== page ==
"(i) Each Employer shall from time to time make such contributions to the Fund as shall be determined by the Appropriate Authority to be required together with the contributions (if any) of the Members under sub-rule (a) of this Rule to enable the Trustees to provide the benefits of the Plan.

(ii) The said contributions shall be calculated on a basis agreed between the Trustees and the Principal Employer and shall be subject to review at intervals of not more than five years."

The term "Appropriate Authority" was not defined in the Rules, but an interim deed (the Interim Deed) of January 1978 defined "Determined by the Appropriate Authority" as:

"certified by a pension consultant of good repute or by an Actuary or by a firm of Actuaries or by a corporate body acting on advice given to it by an Actuary or evidenced by the quotation of an approved underwriter."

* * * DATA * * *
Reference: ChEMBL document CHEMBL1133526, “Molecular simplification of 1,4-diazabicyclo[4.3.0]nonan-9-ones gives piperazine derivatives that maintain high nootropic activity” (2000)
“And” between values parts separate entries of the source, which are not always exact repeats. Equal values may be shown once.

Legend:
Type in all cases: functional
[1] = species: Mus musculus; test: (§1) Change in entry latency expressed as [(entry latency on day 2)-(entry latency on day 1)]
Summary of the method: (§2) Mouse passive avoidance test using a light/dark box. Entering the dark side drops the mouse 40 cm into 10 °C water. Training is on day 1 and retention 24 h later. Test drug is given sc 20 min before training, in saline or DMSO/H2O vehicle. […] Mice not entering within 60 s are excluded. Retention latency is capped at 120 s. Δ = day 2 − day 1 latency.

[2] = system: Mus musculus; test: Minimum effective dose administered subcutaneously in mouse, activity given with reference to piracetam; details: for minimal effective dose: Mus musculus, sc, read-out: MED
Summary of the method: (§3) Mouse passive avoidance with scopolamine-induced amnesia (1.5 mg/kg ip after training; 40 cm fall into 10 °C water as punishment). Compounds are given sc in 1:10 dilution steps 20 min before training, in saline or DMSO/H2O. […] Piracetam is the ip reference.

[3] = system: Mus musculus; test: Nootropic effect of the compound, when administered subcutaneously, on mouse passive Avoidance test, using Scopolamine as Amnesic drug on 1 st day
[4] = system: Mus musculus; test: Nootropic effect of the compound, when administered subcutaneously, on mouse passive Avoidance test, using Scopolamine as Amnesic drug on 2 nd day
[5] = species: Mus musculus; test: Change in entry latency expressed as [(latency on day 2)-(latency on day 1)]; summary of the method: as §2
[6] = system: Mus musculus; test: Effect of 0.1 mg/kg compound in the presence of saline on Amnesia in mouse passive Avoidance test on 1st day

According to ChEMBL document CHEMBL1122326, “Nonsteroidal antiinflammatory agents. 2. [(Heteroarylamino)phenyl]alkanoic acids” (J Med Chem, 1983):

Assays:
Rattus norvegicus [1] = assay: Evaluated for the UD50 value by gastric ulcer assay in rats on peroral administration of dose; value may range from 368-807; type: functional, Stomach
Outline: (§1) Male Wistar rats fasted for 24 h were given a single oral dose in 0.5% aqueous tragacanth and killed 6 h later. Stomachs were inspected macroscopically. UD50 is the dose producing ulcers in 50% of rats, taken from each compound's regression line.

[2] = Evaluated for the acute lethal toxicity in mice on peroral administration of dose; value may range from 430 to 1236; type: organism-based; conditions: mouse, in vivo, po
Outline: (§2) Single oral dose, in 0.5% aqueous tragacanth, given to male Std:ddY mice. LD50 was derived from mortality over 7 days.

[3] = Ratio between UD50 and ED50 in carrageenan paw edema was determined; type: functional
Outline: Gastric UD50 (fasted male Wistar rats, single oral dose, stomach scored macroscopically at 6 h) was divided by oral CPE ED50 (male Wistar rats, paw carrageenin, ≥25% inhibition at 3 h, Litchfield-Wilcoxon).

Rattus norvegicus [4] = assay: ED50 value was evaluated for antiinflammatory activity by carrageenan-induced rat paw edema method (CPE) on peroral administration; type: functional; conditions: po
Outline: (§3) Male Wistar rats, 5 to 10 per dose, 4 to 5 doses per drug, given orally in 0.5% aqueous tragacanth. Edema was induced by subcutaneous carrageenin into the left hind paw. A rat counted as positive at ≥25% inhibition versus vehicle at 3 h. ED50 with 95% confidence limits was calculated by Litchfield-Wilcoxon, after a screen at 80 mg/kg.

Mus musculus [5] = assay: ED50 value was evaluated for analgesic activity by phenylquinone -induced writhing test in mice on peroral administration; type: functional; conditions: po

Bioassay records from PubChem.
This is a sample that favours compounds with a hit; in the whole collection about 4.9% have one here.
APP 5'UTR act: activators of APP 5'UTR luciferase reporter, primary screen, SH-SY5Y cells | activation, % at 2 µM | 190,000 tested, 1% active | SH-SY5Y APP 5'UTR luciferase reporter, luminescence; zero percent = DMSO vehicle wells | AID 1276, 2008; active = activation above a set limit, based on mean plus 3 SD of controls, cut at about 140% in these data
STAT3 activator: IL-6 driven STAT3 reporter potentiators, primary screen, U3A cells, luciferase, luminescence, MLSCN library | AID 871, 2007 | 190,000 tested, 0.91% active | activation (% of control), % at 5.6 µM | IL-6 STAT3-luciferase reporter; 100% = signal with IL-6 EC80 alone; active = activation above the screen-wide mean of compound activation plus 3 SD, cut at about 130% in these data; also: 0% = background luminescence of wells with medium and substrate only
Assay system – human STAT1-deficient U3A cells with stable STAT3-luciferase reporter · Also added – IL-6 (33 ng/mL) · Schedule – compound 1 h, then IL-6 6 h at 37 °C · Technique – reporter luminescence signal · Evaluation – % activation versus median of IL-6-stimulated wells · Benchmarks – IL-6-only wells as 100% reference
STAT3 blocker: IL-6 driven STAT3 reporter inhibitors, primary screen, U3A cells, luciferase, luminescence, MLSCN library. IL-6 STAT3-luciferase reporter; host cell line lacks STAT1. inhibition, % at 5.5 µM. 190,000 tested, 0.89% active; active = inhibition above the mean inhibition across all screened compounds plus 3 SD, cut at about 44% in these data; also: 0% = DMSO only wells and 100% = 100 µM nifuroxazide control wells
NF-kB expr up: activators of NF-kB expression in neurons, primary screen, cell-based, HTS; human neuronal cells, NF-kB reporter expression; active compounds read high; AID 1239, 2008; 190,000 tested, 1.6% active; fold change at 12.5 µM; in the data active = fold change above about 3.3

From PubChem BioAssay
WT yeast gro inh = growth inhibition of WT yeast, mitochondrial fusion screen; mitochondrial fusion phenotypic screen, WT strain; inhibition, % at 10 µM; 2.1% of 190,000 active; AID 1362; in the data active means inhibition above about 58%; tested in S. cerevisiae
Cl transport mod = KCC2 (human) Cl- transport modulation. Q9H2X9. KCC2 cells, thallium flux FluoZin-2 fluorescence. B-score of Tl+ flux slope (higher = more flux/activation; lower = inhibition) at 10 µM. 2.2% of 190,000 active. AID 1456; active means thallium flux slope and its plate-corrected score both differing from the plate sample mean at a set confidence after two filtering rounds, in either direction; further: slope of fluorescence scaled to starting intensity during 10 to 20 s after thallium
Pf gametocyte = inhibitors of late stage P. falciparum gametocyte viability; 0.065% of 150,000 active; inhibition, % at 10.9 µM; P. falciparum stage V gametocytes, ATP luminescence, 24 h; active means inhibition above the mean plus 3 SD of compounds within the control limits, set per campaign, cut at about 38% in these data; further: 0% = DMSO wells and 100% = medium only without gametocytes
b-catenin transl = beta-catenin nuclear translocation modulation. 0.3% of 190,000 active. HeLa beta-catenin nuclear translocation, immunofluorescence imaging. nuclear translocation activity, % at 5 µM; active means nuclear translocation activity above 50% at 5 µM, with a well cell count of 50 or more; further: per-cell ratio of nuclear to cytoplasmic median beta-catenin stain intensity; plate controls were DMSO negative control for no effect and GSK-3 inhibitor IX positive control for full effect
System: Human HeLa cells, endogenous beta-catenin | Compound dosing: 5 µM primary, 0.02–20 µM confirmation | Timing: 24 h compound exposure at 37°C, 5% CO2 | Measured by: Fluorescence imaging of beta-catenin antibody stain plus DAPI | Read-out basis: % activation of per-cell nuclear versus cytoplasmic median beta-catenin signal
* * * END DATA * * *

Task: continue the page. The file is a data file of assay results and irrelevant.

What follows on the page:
In April 2002 an actuarial valuation of the Plan reported a deficit. The Actuary proposed a funding schedule which envisaged employer contributions of 18.2%. The schedule, however, could not be agreed between the Trustees and the Company. The attempts to find an amicable solution failed and the Trustees referred the dispute to the Ombudsman.

The Trustees submitted that:

  • The term "Appropriate Authority" in Rule 3(b), although not defined, must refer to the Actuary. The Interim Deed definition of "Determined by the Appropriate Authority" should be adopted as an aid to construction. As the Rules were not inconsistent with the Interim Deed, nor did they delete or amend this definition, the Interim Deed definition must have been incorporated in the Rules;